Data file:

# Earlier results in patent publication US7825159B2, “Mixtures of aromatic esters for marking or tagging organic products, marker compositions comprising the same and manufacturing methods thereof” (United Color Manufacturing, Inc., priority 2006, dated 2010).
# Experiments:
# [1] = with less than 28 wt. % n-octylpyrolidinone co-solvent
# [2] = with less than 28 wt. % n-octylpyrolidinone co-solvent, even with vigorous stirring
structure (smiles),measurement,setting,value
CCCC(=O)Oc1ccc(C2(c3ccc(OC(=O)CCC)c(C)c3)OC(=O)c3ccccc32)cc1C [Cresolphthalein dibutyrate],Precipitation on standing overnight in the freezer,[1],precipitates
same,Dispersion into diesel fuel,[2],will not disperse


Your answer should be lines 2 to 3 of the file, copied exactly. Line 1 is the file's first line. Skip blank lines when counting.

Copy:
# Experiments:
# [1] = with less than 28 wt. % n-octylpyrolidinone co-solvent